The Pollard Case: Something Strange Going On

Dovid Zwiebel, Esq. - Coalition Magazine - Summer 1991

On March 4, 1987, the Honorable Aubrey E. Robinson, Jr. a judge in the United States District Court for the District of Columbia, sentenced Jonathan J. Pollard to life in prison for the crime of espionage - conspiracy to deliver national defense information to a foreign government. Pollard was a Jew, and the foreign government in question was Israel.

Since then, Pollard has been incarcerated in various federal correctional facilities, under the most severe conditions. Members of Pollard's family report that he spent nearly one year in a ward for the criminally insane at the prison in Springfield, Missouri, and, for the past several years, he has been kept in isolation - locked in his cell 23 hours a day - at the maximum security facility in Marion, Illinois.

The prospects of Pollard being paroled are not good. In fact, the attorney who prosecuted Pollard's case has been quoted quite explicitly "It's highly unlikely that he'll become eligible for parole---Mr. Pollardwill not see the light of day."

Harsh, Harsher, Harshest

The severity of Pollard's sentence is incredible, for several reasons. Life imprisonment is apparently he harshest punishment ever meted out to someone found guilty of spying during a time of peace. Indeed, since the execution of Julius and Ethel Rosenberg during the Korean War, no spy has received a harsher sentence even during a time of war.

Pollard did not stand trial for his crime. Rather, he received his life sentence after entering into a plea bargain agreement with the government. He entered into that agreement, relinquished his right to a trial, cooperated with government investigators, pleaded guilty - all with the reasonable expectation that some lenience would be shown in his sentence. The expectation was reasonable, but it proved illusory. The "bargain" was all one-sided.

Perhaps most incredibly of all, Pollard was sentenced to life in prison despite the fact that he was never accused of delivering classified information to an enemy of the United States. He was accused of spying for Israel, a staunch American ally.

A comparison of Pollard's sentence with those recently received by other convicted spies - some of whom spied for enemy countries, some of whom did not plea bargain - reveals an extraordinary and inexplicable disparity.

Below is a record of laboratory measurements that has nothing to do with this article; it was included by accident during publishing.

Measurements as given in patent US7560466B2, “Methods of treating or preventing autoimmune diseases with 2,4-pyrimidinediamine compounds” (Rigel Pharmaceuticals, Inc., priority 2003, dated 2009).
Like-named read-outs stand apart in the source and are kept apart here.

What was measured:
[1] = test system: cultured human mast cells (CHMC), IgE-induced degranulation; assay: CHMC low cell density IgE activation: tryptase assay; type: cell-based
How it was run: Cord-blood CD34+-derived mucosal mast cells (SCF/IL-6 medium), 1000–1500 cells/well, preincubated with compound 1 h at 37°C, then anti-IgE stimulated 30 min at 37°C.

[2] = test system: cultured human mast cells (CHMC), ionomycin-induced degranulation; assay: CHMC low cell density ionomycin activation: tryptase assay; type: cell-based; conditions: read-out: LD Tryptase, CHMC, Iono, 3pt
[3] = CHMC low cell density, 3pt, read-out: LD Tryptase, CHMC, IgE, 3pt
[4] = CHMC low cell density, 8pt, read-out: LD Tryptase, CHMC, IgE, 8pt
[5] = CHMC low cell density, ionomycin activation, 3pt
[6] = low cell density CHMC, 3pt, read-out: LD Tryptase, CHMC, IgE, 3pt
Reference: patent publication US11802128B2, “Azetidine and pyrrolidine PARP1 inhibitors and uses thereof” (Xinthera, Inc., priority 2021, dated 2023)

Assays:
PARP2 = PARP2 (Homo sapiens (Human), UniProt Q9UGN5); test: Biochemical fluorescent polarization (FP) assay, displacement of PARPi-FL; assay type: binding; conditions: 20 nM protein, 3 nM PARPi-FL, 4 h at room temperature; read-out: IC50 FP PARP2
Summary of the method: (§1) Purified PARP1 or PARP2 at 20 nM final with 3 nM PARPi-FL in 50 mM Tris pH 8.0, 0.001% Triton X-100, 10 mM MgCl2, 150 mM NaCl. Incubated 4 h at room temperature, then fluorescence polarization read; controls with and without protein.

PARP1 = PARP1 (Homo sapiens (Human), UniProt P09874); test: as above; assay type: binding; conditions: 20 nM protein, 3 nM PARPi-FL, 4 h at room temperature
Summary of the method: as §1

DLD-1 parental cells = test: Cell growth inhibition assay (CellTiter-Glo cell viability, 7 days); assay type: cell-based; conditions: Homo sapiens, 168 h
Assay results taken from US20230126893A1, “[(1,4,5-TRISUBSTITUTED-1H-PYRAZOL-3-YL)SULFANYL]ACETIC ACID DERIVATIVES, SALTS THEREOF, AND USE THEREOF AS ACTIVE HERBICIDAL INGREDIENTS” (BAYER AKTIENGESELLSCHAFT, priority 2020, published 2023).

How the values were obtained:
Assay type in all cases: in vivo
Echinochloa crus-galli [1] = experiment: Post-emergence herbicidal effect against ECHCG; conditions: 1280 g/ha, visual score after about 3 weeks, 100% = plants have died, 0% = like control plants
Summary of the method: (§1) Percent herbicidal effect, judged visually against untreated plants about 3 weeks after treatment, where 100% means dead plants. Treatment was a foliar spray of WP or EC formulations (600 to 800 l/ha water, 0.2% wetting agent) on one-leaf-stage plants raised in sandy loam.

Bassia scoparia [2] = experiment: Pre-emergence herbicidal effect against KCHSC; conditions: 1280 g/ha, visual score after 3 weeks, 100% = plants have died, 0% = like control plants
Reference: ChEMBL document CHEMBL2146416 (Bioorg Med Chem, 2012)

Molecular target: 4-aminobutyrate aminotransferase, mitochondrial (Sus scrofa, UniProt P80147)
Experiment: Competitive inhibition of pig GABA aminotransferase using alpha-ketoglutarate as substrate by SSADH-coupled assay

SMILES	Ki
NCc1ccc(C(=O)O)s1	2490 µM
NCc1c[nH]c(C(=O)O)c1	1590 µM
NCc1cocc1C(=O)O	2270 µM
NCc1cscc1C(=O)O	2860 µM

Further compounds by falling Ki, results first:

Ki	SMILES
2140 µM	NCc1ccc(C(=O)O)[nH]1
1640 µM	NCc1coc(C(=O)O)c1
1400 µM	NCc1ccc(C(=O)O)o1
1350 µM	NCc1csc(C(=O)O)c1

How, for example, can one justify imprisoning Pollard for life when William Bell received only an eight year sentence for delivering anti-tank missile radar technology to a Polish agent [N.Y. Times, Jan 9, 1981]? When Abdel Kader Helmy received a 46 month sentence for illegally exporting to Egypt classified ballistic missile technology [N.Y. Times, Dec. 7, 1989]? When Richard Miller received a 20 year sentence for delivering a counter-intelligence manual to the Soviet Union [N.Y. Times, Feb. 5 1991]?

Strange, Stranger, Strangest

Because Jonathan Pollard never went to trial, the precise nature of his crime may never be known. Perhaps then-Secretary of Defense Caspar Weinberger did indeed possess facts that justified his telling judge Robinson in pre-sentencing memoranda that Pollard's crime was treasonous, that it was difficult for him to conceive of greater harm to American national security than that caused by Pollard, and that no crime was deserving of more severe punishment. Perhaps - but it surely strains credulity to accept those charges at face value.

One person who has expressed skepticism is Lawrence J. Korb, a former Assistant Secretary of Defense under Secretary Weinberger, and the current director of the Brookings Institution's Center for Public Policy Education. In a letter to Dr. Morris Pollard, Jonathan's father, Korb writes:

"I am not aware of exactly what Weinberger told the Court about the impact of the information Jonathan passed to Israel, I do know that Weinberger had an almost visceral dislike of Israel and the special place it occupies in our foreign policy. In my opinion, the severity of the sentence that Jonathan received was out of proportion to his alleged offense."